For most motion sickness patients, the symptoms cease shortly after the movement ends, but some people will experience them for several hours or even several days, in extreme cases, after the journey. There is a particular form of motion sickness called mal d’embarquement syndrome (embarkment or departure sickness) or mal de debarquement syndrome (disembarkment or arrival sickness). This form of the illness usually has symptoms that can last for days after travel, but these are rare conditions that are not the norm for motion sickness. Another rare form is sometimes called chronic motion sickness,and is something that has to be dealt with on a daily basis by individuals who are unfortunate enough to be afflicted with this ongoing variety. Chronic motion sickness is known by various names, including positional dizziness.

What Are the Causes of Motion Sickness?

Motion sickness is largely the result of abnormal operation of the body’s sense of balance and equilibrium. This function is officially called “spatial orientation,” and has to do with the brain’s ability to determine where the body is “in space.” Another way to put it is that our sense of balance and equilibrium helps the central nervous system to properly decipher movement of our body, movement of the environment around us, and what direction the body is pointing or oriented to (in other words, which way is up and which way is down). Much has been learned in recent decades regarding balance and equilibrium thanks to the space program and related studies in weightlessness and aeronautical medicine.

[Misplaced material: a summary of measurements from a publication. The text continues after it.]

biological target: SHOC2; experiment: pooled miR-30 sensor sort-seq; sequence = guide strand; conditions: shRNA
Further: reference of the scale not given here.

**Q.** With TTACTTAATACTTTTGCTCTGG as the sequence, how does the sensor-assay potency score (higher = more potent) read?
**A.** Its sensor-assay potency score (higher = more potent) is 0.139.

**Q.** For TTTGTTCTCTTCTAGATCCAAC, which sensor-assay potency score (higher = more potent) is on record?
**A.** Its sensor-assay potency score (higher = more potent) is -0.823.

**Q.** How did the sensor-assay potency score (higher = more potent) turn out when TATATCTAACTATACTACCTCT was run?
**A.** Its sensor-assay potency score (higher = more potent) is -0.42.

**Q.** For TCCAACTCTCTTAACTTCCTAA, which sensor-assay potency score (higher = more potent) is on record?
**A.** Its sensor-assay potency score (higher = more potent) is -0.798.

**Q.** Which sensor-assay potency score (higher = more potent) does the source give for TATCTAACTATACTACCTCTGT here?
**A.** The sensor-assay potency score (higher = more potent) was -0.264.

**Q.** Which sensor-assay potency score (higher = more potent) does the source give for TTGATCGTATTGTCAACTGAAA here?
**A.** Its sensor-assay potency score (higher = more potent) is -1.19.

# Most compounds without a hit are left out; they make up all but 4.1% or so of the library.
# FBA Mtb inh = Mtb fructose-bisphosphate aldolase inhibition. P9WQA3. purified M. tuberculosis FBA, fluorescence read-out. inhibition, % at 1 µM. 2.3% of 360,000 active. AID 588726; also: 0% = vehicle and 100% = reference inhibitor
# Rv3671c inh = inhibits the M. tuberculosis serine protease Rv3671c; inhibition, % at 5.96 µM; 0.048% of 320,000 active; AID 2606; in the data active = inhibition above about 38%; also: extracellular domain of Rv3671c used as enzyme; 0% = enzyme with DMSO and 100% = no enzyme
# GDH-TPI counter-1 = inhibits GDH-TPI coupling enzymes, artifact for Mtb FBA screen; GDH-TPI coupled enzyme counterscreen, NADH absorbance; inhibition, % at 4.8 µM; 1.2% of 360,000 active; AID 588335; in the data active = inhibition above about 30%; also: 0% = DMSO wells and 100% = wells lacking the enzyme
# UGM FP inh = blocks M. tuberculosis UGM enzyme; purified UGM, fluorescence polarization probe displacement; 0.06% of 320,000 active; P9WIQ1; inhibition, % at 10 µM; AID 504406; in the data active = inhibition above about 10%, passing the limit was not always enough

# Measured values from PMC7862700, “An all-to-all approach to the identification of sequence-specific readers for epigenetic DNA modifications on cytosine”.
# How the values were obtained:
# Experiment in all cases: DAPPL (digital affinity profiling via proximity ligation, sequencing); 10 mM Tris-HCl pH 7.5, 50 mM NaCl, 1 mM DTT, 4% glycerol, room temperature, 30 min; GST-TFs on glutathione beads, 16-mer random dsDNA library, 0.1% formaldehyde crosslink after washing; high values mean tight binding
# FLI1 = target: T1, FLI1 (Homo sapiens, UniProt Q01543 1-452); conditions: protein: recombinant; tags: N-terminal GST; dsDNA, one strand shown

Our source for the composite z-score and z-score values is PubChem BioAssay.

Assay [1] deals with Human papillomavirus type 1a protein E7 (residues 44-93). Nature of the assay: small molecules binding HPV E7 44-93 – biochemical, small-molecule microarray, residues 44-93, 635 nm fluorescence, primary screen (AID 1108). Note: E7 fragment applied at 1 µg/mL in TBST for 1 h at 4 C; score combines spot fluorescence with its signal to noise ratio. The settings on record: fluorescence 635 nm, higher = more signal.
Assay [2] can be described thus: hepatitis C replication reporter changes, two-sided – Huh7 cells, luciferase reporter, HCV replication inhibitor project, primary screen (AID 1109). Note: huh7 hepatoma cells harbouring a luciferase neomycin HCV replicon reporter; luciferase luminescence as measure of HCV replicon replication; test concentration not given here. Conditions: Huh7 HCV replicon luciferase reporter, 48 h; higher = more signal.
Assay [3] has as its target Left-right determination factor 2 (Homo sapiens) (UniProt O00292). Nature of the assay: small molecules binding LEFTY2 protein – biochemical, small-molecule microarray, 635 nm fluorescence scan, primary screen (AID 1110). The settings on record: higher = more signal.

The mechanism that controls balance and equilibrium in the human body involves a complex relationship between several parts of the central nervous system:

  • The most critical aspect of balance and equilibrium, and the most important factor in motion sickness, is the inner ear. The vestibular system controls balance by, among other things, monitoring motions and determining their direction in relation to both the individual and his surroundings. The workings of the inner ear are able to differentiate between motions such as turning (spinning), side-to-side, up-and-down, and forward-backward. When operating properly, the labyrinth sends messages to other parts of the body telling it how to compensate for the various motions it is sensing. The inner ear might be correctly referred to as “balance central.”